As Partners of the Americas' Haiti Nutrition Security Program (Haiti NSP) enters its final closeout phase, the Agriculture and Food Security team is gathering statistics on its three-year impact
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Essential oils have a high price tag on the commercial market, due to both the time- and labor-intensive processes of producing them and the plethora of health benefits they provide consumers. While Jamaica is home to a variety of aromatic plants used to make essential oils, there are currently no major distilleries located on the island to produce these unique products.
It is estimated that throughout the 20th century, the Dominican Republic lost 75 to 85 percent of its forest coverage from deforestation. While deforestation has slowed over the past couple of decades, the country is still recovering from the high levels that occurred, mostly between the 1960’s and 1980’s.
“I have been making salsa since I was 6 years old, when my task for dinnertime was to peel roasted chilies,” Carmen Pacheco-Borden of Boulder, Colo said. Pacheco-Borden’s family immigrated to the United States from Mexico when she was 12 years old, and she went on to obtain her Bachelor’s and Master’s degrees in Chemical Engineering. After teaching university classes and having three children, Pacheco-Borden decided it was time for a new path in life.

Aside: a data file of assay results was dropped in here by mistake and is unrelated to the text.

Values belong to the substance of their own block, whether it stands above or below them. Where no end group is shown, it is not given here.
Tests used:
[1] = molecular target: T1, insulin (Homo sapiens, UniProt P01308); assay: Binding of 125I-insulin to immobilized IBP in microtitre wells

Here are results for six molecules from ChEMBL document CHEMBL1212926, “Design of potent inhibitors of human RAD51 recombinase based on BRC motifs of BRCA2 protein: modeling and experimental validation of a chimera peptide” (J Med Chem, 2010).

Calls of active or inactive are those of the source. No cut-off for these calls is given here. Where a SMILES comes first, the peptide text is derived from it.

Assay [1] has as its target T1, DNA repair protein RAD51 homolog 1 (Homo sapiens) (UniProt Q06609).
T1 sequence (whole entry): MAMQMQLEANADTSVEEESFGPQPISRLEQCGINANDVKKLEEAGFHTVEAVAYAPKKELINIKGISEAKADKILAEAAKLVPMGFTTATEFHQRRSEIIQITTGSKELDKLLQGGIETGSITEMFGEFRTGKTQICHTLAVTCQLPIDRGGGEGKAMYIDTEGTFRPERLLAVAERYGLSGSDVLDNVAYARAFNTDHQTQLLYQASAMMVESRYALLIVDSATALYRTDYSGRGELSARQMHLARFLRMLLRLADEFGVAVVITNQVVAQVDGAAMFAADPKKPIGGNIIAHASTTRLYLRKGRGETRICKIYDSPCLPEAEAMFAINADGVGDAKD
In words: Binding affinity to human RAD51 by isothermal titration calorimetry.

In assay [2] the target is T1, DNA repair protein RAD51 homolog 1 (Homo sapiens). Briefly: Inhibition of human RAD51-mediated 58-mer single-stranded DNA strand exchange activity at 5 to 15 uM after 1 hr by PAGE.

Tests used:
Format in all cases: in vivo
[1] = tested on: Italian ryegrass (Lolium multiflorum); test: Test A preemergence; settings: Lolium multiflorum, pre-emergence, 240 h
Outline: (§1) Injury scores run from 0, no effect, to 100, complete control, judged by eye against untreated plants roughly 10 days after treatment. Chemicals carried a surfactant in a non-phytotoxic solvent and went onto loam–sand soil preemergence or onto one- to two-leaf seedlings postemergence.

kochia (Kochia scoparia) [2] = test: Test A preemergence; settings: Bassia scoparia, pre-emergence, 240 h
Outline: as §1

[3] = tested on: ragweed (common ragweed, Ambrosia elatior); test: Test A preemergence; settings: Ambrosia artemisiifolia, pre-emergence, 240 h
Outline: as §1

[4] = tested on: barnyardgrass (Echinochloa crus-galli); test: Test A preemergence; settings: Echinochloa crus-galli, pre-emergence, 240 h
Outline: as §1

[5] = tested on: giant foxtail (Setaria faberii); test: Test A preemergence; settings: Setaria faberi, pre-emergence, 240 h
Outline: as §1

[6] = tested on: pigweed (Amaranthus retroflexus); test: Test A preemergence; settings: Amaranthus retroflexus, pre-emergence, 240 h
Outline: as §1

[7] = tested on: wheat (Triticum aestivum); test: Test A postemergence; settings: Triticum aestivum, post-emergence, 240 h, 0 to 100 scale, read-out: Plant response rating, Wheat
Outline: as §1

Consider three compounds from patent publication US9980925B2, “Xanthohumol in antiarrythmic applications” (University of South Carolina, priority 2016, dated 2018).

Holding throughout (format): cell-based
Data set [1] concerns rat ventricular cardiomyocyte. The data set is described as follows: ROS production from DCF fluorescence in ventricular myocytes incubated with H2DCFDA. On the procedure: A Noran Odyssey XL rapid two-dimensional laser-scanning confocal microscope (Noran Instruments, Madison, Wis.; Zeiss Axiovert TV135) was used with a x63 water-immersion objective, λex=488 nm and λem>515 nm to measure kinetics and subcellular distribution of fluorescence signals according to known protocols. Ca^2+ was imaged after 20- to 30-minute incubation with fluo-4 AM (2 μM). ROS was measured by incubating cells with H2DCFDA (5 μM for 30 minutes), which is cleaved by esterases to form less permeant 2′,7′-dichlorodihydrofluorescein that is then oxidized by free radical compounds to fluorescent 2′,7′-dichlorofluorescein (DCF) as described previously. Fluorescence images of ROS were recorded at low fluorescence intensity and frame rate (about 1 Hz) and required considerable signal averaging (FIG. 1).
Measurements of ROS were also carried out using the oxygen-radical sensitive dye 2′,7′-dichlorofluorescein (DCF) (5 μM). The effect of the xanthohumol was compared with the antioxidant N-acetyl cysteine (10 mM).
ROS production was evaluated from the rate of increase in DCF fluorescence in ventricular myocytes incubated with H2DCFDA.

As an ode to the United Nations dubbing 2016 the International Year of the Pulses, we are highlighting recipes containing beans in our cooking demonstrations. Pulses provide protein, complex carbohydrates, dietary fiber, vitamins and minerals. Like other plant-based foods, pulses contain no cholesterol and little fat or sodium. Below are two of our favorite pulses recipes, from Haiti to your home.